Doyle's lawsuit attempts to connect the dots between Page's need to please influential donors and his ensuing difficulty in getting Doyle "across the finish line." That brings us to the St. Louis Police Foundation, a not-for-profit dominated by business elites supporting law-enforcement efforts in the region. Here again, whether you buy the lawsuit is colored in no small part by whether you can imagine business elites in St. Louis pushing back against the idea of a Black police chief. I can.
Now they wouldn't say so publicly, nor would they oppose the idea in the abstract. But the combination of having a Black prosecuting attorney (which the county has in Wesley Bell) and a Black police chief and a growing crime problem with sharp racial overtones and an ongoing concern about white flight to surrounding counties based on race, well, yes, I can see someone in power having asked, "What are you going to do about the Black guy?" and having said, "We don't need a Black police chief."
I can also see Page having played both sides against the middle like the politician he is. I can see him being fine with acceding to the wishes of corporate benefactors and turning around to tell Doyle that he was appalled by the horrific racism of it all. Both might well have happened.
That's the stuff that will have to be sorted out in the legal process. Perhaps the case will get settled, although Dobson told me that County Counselor Beth Orwick had previously "batted away" an offer to settle. But Dobson is one of the top employment attorneys in town, so he could just be negotiating.
What's not negotiable is this: St. Louis County ended up with the wrong police chief. Barton apparently was a fine police officer and might possess the best of intentions. But to describe her as unsuited for her current position would be a grave understatement.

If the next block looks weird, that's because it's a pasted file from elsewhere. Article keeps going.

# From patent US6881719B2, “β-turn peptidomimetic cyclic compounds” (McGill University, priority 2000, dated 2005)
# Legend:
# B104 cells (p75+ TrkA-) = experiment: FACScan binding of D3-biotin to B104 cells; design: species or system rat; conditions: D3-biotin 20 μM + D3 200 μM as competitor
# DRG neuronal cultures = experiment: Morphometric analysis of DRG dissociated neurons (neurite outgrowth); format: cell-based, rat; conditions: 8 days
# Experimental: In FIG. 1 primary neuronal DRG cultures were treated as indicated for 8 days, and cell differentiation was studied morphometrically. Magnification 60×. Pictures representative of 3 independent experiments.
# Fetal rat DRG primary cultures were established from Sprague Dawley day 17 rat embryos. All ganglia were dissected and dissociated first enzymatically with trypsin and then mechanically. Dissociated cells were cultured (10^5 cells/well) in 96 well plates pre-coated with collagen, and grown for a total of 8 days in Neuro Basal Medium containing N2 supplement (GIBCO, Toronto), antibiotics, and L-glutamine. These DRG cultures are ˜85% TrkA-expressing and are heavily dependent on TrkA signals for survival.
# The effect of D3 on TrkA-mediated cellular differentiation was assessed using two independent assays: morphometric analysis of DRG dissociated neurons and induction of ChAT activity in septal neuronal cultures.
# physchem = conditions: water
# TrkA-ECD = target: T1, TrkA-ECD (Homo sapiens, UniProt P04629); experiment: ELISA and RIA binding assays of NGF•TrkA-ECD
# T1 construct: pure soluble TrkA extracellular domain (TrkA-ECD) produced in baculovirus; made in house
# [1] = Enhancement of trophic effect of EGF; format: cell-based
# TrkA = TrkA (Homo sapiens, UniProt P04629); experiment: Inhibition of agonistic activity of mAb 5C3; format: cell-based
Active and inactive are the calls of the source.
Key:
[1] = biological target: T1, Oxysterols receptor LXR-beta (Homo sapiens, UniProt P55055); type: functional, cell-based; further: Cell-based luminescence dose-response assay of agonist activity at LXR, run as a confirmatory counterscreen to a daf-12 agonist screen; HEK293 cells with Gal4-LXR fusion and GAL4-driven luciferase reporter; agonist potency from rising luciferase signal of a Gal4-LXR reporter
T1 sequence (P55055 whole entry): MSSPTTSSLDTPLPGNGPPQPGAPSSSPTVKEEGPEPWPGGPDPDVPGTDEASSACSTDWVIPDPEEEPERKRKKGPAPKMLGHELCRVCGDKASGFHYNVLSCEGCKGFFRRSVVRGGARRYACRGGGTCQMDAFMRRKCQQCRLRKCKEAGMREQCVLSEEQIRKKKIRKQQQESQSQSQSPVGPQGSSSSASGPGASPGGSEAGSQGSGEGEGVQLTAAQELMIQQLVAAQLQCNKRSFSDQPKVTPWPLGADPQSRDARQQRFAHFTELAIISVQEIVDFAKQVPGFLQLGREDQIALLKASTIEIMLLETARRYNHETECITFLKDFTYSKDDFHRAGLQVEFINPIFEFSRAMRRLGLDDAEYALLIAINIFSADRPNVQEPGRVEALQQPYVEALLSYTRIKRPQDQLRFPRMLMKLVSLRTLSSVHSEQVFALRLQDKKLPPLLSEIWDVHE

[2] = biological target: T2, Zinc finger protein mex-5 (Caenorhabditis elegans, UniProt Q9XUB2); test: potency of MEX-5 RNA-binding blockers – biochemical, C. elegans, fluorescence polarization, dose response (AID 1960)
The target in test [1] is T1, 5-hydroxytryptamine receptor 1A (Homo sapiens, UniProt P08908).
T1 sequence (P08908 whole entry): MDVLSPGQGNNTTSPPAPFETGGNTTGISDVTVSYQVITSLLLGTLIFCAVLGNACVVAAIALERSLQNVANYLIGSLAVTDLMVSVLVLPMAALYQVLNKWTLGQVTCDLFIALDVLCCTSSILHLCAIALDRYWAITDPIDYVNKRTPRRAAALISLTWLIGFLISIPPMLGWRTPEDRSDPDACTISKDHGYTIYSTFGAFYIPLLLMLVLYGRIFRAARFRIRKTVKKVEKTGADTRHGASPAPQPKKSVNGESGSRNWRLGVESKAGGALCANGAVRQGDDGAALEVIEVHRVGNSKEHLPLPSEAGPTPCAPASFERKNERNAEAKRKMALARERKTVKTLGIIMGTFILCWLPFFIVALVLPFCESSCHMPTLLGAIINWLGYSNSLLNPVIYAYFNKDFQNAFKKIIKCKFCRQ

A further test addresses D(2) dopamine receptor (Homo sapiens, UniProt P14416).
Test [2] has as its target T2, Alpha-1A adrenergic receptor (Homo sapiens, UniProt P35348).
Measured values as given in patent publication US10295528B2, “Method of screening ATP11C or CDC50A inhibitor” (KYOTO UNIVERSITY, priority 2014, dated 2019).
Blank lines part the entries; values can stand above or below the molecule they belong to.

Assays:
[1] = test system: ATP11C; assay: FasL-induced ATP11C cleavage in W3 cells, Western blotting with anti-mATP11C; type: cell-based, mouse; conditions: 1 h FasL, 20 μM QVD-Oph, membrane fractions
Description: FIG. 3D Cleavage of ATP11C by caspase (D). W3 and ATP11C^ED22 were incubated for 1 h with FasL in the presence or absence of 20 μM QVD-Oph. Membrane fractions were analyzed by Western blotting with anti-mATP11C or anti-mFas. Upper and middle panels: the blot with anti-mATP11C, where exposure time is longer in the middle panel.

This is a woman whose first big moment on the stage was to swing and miss at a softball question about systemic racism in the police department just weeks after the George Floyd murder. Her denial that it existed — rather than maybe saying it's a problem everywhere and she was committed to addressing it — was a sure sign that messaging wasn't her strength.
By contrast, Doyle is remarkably skilled in communication, as anyone who follows his work knows. He not only outranked Barton and had dramatically better police credentials, he also is strongest where she is weakest, which is in representing police to the community. That key element of a police chief's job — whether in the media or in the Black community or elsewhere — is in Doyle's sweet spot. And it's above Barton's pay grade.
So we'll have to wait and see how the lawsuit plays out. But the returns are already in with regard to Page having still another terrible moment in his relations with the Black community. He really blew this one.
Among the most amusing asides in the lawsuit is the allegation that Page asked Doyle to ask state Rep. Shamed Dogan, R-Ballwin, if his campaign donors might help Page. Dogan, one of the best and brightest Missouri legislators (and the only Black Republican), issued a statement saying that hadn't happened.
Turns out, Dogan is seriously considering a run against Page for county executive. If the election were tomorrow, he would be the easy choice on his own merits. But stated another way, if Page's record on race and policing gets put on trial, I could not serve as an impartial juror.
Ray Hartmann founded the Riverfront Times in 1977. Contact him at firstname.lastname@example.org or catch him on Donnybrook at 7 p.m. on Thursdays on the Nine Network and St. Louis In the Know With Ray Hartmann from 9 to 11 p.m. Monday thru Friday on KTRS (550 AM).